Lincoln area schools monitoring slowing enrollment growth amid recovery from pandemic drop

During the 2020-2021 school year, 584 students left Lincoln Public Schools. In the two years since then, LPS has gained back about 20% of those students.
Published: Nov. 30, 2022 at 6:37 PM CST
Email This Link
Share on Pinterest
Share on LinkedIn

LINCOLN, Neb. (KOLN) - Each day, 41,784 early childhood to twelfth-grade learners attend Lincoln Public school. That’s just 37 more than last year, but new Superintendent Dr. Paul Gausman said he’s just happy to see positive growth.

“We actually projected as part of our budget we would lose more than 100 students,” Gausman said.

Across the country, experts are reporting stalling public school enrollment. In part, because of the pandemic and a related jump in homeschooling.

The Nebraska Department of Education shows in the 2020-2021 school year, enrollment dropped by about 5,000 students state-wide. LPS lost 584 students. In the two years since then, the state has gained back more than half of those students and LPS has gained back about 20%.

But the pandemic isn’t the only factor.

“With live birth rate, with coming out of the pandemic, with some of the challenges with immigration in most recent years,” Gausman said. “A lot of districts have plateaued in their in their enrollment.”

Lincoln’s live birth rate has dropped from 14.5 births per 1,000 people a year in 2010 to 11.5 in 2020, the most recent data available from the Lincoln-Lancaster county health department. While the city’s population is still growing, the average rate of growth is roughly half of what it was five years ago.

Gausman said this matters because enrollment numbers mean resources

“If you are a declining enrollment district, you have to understand that it might take fewer people in the future here to serve the number of students we have because it’s a smaller number and so you’re always watching for that challenge that can occur,” Gausman said. “Now we’re a large enough district with almost 1000 employees. We have people who come and go every year because of family situations and retirement and that sort of thing. So we can handle a plateau we can handle a slight decline, we can handle a slight increase.”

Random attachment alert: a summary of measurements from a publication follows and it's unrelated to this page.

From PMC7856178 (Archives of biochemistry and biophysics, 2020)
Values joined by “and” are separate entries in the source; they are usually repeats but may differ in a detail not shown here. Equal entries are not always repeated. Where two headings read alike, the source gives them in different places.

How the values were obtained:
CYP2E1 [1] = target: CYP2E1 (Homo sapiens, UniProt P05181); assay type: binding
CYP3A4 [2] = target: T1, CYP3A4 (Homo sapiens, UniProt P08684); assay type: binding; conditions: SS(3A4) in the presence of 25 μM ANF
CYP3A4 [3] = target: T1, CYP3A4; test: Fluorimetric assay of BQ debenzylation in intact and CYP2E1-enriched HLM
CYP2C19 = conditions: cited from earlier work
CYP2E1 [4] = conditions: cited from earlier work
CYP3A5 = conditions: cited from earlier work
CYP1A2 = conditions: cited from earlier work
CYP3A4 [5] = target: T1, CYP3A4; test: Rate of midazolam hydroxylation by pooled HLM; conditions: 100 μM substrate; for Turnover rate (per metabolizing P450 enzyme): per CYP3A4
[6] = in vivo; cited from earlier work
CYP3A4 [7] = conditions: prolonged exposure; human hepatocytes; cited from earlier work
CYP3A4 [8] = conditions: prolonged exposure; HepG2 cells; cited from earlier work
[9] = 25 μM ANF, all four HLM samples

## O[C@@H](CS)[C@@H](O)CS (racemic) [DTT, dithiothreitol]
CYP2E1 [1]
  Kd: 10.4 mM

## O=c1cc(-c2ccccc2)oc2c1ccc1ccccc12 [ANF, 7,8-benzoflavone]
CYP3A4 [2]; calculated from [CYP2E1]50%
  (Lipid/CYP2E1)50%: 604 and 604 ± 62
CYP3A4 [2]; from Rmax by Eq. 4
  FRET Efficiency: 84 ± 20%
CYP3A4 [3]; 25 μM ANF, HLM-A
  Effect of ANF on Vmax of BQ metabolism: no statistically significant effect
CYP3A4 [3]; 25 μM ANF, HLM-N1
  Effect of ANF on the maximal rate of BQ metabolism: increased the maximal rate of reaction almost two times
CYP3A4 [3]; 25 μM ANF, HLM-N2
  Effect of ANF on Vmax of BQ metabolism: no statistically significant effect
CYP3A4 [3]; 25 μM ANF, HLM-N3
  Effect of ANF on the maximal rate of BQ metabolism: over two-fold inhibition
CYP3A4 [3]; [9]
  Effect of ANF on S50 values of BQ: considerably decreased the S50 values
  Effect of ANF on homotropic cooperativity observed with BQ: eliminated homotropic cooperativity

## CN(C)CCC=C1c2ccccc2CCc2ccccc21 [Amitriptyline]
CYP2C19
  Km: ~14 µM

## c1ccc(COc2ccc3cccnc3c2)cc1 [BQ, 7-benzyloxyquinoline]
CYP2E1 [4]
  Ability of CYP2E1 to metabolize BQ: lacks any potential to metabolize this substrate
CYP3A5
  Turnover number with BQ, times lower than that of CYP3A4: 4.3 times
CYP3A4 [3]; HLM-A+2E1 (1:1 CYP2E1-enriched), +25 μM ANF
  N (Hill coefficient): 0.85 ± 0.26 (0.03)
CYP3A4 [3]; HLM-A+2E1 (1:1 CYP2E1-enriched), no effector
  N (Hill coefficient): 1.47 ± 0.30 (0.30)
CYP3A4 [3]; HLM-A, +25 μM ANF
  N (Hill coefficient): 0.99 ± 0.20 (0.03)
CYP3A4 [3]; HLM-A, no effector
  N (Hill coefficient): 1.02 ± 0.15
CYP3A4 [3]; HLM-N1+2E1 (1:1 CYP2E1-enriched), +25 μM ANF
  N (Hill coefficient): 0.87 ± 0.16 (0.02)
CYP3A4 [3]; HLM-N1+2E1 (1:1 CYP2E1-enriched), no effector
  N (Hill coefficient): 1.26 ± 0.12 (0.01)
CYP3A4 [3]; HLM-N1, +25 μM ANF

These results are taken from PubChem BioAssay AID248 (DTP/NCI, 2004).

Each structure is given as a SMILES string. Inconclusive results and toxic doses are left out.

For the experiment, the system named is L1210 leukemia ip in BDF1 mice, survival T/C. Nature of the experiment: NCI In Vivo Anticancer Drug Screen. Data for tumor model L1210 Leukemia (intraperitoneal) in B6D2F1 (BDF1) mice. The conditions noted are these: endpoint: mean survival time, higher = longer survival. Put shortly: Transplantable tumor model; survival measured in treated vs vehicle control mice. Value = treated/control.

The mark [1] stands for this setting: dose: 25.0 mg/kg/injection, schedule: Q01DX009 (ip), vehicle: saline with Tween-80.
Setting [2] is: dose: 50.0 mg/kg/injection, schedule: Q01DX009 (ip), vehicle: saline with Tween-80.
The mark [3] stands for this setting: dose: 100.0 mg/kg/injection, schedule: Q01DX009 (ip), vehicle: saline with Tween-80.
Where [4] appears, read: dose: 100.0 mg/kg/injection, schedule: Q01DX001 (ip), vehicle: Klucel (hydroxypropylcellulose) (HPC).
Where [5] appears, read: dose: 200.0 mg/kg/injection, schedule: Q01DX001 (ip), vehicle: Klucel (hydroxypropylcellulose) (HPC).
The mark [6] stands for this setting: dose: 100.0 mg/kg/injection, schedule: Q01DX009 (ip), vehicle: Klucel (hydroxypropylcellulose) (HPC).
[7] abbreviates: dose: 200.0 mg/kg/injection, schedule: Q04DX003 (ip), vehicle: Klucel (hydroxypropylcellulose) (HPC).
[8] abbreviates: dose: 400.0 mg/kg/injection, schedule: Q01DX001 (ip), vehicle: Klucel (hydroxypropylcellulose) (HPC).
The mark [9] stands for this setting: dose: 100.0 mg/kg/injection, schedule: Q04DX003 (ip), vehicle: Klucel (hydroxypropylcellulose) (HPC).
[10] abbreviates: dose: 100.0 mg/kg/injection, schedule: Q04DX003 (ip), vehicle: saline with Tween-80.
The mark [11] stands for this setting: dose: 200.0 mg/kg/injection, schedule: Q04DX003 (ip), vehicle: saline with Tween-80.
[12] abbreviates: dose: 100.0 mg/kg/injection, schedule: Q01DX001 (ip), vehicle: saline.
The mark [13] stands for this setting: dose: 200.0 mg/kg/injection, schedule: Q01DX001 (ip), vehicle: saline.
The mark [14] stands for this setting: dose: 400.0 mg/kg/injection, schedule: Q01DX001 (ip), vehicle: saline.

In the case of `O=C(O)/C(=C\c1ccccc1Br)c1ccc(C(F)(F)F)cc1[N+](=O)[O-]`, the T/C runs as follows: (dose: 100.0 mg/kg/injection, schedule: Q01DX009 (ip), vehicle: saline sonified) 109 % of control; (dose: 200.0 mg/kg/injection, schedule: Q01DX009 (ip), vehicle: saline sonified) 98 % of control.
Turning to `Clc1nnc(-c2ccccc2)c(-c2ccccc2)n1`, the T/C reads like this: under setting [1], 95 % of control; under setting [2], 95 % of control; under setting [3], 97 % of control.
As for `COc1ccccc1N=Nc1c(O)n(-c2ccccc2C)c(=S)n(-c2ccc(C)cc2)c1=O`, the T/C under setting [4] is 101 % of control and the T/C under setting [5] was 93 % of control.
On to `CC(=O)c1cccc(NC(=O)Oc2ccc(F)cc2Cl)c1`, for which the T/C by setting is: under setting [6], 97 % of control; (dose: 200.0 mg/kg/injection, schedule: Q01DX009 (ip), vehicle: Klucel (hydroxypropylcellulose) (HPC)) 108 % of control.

10/11 NOW asked Gausman how slowing enrollment would impact filling the new schools the district has recently opened or will be opening in the future, including Ada Robinson Elementary School, Northwest High School, and the soon-to-open Standing Bear High School.

“All of that comes after growth that has occurred. Will that continue for the next decade? I really don’t know at this time,” Gausman said.

Gausman did say while the new high schools are anticipated to have smaller populations than they were designed for to start, they will even out, as the district’s longstanding high schools are currently over-designed capacity.

Some other public school districts in Lancaster County are seeing similar trends, though on a smaller scale. Norris Public School district lost five students this year and District 145 with Waverly and Eagle are down 14.

But District 145 Superintendent Dr. Cory Worrall said in part, this decline is part of the district’s plan.

“Because of all the construction that is going on, both in Waverly and now even over in Eagle, and then even out into the country, we’ve put a little bit of our thumb on option enrollment,” Worrall said. “Just because our regular growth is plenty for us to handle at this time.”

This year, District 145 accepted less than 30% of option applications. The year before, they accepted just over half. Worrall said even with small numbers, it’s important to keep a close eye on where numbers are at.

“That might mean the difference between, we have to open up another section of grade level, maybe we’re hiring another grade level teacher in one of our buildings,” Worrall said.

Both public school districts said they aren’t concerned about these trends at this time, just keeping an eye and being ready for potential growth or decline.

Private schools are also not immune to these changes. Data from the Catholic Diocese of Lincoln shows they too saw enrollment drop by 575 students between the 2019-2020 and 2020-2021 school years. Their preliminary enrollment number for this fall shows the school system has gained back just 28 students from that drop.

“Like most schools across the country, we were impacted by the pandemic. We are seeing an uptick in enrollment this year and we are working to continue that trend post-COVID,” Rev. Lawrence Stoley, superintendent of Catholic Schools for the Lincoln Diocese said. “We were also happy to see that in the Diocese of Lincoln (which covers southern Nebraska from Iowa to Colorado borders) 40% of all Catholic children attend our schools, and in the city of Lincoln, 53% of Catholic children attend our parish schools and Pius X High School. We are grateful to parents for their continued support in fulfilling the mission of Catholic education.”